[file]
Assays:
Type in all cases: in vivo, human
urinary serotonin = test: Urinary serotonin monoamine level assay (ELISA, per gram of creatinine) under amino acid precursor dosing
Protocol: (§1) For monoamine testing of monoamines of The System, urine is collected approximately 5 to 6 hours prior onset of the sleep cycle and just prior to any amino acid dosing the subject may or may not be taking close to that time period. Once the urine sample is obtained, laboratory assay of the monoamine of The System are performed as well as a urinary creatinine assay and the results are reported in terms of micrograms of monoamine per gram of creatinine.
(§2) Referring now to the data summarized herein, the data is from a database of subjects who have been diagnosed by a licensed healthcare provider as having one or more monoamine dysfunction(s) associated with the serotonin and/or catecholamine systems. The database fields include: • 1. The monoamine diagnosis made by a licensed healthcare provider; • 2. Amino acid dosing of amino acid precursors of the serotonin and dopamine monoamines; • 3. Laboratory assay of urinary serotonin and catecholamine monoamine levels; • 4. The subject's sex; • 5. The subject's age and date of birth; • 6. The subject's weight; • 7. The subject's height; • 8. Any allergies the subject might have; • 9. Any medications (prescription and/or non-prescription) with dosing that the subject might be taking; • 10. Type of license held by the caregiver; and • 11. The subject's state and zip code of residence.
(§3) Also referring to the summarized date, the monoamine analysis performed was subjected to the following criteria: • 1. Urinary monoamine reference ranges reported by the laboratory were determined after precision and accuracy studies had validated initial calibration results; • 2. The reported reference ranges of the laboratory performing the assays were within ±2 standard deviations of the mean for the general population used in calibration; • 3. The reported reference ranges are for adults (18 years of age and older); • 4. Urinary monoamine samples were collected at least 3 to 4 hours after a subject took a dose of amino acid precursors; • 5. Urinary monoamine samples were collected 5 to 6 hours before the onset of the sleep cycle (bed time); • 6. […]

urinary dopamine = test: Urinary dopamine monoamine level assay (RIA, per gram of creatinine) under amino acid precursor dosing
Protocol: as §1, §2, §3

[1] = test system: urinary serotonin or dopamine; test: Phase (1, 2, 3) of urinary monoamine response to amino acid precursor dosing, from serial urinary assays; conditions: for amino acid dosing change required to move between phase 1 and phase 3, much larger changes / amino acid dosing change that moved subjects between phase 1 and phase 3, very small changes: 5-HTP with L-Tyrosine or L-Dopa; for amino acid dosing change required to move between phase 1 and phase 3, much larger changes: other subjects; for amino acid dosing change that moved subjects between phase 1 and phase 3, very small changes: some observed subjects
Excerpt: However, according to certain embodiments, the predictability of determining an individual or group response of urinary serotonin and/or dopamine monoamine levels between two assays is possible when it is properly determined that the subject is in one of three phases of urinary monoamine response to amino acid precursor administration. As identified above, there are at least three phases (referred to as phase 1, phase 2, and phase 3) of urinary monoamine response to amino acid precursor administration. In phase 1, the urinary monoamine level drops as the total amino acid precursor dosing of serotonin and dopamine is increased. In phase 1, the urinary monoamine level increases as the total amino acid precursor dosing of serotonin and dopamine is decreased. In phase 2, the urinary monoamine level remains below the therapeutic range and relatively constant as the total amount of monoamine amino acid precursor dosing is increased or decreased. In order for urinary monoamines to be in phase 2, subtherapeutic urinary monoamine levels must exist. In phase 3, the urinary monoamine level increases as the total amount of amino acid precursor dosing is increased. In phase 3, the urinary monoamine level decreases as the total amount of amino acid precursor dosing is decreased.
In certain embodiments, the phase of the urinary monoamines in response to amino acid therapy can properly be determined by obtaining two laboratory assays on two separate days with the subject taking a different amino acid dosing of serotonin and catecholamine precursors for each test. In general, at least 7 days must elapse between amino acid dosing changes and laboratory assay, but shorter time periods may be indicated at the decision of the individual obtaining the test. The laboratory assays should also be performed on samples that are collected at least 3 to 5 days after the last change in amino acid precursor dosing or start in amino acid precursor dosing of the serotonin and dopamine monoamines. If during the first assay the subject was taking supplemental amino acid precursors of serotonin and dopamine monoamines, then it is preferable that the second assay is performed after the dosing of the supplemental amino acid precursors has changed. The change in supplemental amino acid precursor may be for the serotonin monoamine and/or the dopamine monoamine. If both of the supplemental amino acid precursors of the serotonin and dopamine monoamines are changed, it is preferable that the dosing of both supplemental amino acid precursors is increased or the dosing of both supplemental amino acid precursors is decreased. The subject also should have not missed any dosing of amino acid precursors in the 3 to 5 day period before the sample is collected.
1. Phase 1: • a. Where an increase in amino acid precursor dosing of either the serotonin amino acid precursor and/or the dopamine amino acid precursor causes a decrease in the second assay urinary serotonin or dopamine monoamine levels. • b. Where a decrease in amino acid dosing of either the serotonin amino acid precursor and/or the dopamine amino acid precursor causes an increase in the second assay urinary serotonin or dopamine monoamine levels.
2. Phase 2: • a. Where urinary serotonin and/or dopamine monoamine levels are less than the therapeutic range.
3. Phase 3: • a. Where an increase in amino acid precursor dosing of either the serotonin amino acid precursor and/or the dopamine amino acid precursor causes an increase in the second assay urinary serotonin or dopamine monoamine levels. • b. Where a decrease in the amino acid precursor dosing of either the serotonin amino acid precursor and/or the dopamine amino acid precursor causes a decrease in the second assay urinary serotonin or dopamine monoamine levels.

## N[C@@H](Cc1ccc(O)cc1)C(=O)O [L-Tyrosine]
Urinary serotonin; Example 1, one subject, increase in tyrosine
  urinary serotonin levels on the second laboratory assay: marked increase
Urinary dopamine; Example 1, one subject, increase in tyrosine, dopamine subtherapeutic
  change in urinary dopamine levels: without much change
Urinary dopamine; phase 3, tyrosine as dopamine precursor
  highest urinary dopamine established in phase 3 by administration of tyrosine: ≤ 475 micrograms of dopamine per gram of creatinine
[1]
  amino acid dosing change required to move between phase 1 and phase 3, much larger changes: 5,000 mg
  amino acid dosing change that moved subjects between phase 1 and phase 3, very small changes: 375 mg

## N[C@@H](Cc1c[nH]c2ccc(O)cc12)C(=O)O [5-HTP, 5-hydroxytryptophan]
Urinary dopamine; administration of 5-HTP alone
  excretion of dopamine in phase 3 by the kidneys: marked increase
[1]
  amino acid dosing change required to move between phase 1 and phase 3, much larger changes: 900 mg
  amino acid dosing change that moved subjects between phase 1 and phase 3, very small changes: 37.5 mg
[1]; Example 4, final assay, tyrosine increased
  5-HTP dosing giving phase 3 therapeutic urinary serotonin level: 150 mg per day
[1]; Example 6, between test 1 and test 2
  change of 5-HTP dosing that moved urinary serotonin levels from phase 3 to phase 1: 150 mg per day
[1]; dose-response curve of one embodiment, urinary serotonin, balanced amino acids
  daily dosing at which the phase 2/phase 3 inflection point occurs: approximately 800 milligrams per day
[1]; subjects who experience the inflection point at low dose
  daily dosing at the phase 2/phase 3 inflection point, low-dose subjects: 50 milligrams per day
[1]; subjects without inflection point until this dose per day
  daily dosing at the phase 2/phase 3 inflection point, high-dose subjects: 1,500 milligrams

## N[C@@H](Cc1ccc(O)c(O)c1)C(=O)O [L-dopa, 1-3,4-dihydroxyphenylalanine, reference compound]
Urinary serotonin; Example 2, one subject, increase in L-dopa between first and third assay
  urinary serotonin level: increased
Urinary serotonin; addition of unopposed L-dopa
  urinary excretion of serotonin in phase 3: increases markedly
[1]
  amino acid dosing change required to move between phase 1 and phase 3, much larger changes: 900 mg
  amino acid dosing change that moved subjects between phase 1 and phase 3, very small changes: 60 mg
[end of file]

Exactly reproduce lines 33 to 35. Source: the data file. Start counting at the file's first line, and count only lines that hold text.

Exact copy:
[1]; Example 6, between test 1 and test 2
  change of 5-HTP dosing that moved urinary serotonin levels from phase 3 to phase 1: 150 mg per day
[1]; dose-response curve of one embodiment, urinary serotonin, balanced amino acids